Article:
"In the entertainment business and the hospitality business, you sell with hospitality," Ducate said. "How could it make any sense to sell with culture? That's why the convention bureau needs to have seats for the Mavericks and the Stars and the Cowboys.
"That's why they pick people up in limousines and why the hotels put them in suites and give them booze and bananas. It's the culture of that group, because when they are looking at bringing their members here, they need to be able to experience that same sort of thing."
Ducate's first reference to culture was, I believe, in response to an anecdote I had related to him, which I will now relate to you. It's about Mayor Miller.
According to this story, which may or may not be apocryphal, the convention bureau was trying to pitch the national plumbing supply association. Then-Mayor Miller, who was in the meeting, spent a good deal of time telling the plumbing supply people about the newly opened Nasher Sculpture Center. As I heard it at the time, a plumbing person finally leaned forward after a while and said, "What is this, just a bunch of statues?"
I asked Miller about this story last week. She said, "I don't even remember a plumbers' convention. It doesn't mean it didn't happen. I just don't remember any plumbers' convention."
But she was adamant that the behavior of the convention staff under Whitney was unacceptable. "The issue with Dave Whitney was that there was a culture in the bureau at the time for them to be escorting conventioneers to topless clubs and spending money lavishly on a lot of entertainment that they seemed to be enjoying as much as using to attract business."
The place Miller was so exercised about was The Lodge, one of the most high-end topless clubs in the country. I am not an habitué, but the other day when I visited to talk to proprietor Dawn Rizos, I was reminded how conservative the place is. It's Bent Tree Country Club without the trophy wives. Come to think of it, maybe it's where Bent Tree gets its trophy wives.
I told Rizos I thought her club seemed sort of Republican: That is, it has a certain conservative, suburban air.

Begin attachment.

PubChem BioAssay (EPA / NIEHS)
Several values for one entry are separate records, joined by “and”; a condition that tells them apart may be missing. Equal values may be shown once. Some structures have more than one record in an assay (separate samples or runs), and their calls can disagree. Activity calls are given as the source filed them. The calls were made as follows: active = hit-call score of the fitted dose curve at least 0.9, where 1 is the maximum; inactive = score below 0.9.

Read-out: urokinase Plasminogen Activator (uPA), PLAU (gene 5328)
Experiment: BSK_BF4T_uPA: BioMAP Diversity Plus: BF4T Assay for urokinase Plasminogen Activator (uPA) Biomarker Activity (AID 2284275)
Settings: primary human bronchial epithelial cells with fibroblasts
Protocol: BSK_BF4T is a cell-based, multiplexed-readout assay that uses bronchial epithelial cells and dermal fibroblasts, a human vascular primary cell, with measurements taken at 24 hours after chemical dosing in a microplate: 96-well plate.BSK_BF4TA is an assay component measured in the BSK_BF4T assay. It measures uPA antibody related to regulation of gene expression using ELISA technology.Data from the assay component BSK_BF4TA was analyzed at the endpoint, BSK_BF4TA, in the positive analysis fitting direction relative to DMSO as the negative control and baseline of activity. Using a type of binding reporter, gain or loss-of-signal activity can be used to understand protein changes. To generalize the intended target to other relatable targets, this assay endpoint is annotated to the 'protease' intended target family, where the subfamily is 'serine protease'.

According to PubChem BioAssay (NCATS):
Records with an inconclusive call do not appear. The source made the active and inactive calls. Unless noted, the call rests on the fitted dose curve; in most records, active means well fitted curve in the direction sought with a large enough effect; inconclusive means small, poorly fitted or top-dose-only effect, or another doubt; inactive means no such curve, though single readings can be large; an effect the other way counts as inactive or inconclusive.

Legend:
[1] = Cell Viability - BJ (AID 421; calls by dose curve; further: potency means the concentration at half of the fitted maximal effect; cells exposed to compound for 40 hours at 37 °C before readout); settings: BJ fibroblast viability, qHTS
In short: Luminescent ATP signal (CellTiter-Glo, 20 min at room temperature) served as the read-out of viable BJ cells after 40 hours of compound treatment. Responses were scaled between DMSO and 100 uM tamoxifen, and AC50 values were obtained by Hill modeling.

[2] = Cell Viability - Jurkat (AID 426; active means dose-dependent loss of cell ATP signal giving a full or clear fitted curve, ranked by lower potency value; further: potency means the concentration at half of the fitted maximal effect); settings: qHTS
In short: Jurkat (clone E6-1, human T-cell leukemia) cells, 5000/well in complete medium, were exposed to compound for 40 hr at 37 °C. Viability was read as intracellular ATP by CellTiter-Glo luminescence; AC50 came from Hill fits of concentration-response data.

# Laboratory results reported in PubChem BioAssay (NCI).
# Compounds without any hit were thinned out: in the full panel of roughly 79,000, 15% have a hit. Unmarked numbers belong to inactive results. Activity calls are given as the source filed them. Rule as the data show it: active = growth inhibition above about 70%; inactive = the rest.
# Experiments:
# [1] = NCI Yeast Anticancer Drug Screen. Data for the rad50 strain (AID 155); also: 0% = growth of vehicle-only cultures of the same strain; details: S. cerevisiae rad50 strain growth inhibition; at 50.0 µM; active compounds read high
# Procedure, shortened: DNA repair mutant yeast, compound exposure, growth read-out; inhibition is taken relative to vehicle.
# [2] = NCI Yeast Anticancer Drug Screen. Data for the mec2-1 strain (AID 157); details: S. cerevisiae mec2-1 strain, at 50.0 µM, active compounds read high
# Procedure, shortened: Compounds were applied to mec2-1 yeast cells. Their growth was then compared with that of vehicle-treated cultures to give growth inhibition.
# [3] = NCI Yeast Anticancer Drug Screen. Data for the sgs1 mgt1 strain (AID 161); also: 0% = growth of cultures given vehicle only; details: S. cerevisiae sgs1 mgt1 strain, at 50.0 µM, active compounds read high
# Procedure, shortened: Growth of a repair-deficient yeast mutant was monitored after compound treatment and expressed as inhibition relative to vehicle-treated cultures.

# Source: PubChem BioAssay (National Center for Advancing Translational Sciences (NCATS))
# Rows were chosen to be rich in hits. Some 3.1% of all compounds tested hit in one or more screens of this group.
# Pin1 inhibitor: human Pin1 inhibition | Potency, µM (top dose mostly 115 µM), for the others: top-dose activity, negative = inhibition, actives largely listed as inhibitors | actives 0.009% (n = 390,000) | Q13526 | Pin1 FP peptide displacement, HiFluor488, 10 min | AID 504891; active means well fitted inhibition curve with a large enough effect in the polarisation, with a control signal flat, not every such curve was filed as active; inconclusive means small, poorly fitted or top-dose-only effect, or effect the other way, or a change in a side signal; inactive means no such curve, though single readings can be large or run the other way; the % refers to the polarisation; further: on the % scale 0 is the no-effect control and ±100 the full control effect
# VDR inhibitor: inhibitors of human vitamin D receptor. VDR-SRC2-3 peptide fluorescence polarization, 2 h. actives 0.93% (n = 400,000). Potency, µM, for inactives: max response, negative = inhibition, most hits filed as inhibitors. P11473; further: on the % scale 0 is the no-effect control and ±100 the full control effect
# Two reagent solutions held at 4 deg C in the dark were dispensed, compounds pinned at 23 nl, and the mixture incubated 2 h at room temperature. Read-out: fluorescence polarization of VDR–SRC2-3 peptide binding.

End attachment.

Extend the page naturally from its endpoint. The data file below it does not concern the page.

"That's always been my goal," she said. "Really. I mean that with the most sincerity.
"Everyone that works here has a background check before they ever hit the floor. We just keep a tight rein on things. All our waitstaff, bartenders and managers are all breathalyzed at the end of each shift to make sure they haven't had a drink."
If you have a respectable place staffed by consenting adults who are making a hell of a lot of money, tell me again why that's a bad thing. Talk about a nanny state.
But Phillip Jones, president and CEO of the Dallas Convention and Visitors Bureau, told me it is the official policy of the CVB to omit such places in the selling of the city.
"I don't think it's appropriate for us to use hotel occupancy taxes to fund trips to strip clubs," he said. Jones said not taking clients to strip clubs is "consistent with the brand of the city."
Now, this next bit you have to follow closely. Remember that the city's official strategy is to sell Dallas as a tourism destination and hope the convention business will follow.
Jones said, "We're not selling Las Vegas or New Orleans. We're selling a city that has great access by air, world-class restaurants and hotels and attractions like the arts district."
So we're selling the convention center by selling Dallas as a tourism destination. But we're not selling anything about Las Vegas or New Orleans, meaning we're not selling anything risqué or risky. And no sex, don't forget. So our tourism pitch is based on having good hotels and an arts district and on this being a sexless place that is reachable by airplane.
I asked Jones if maybe we should throw in something just for grins about also having a lot of really good strip clubs?
Jones said no. He said we don't need that. Jones told me that Dallas has been doing much better than other cities around the country at booking conventions.
It's hard to keep up with some of the claims. Jones' staff provided me with a list of 88 conventions that have not booked Dallas since 2003 when Whitney left. According to the analysis, this "lost business" adds up to a million hotel room-nights and $1.5 billion in economic impact.
The convention bureau says all of these conventions were lost because we don't have a downtown convention hotel. I can well imagine that none of the associations that didn't come to town, when contacted, wrote back, "Jones wouldn't take us to The Lodge."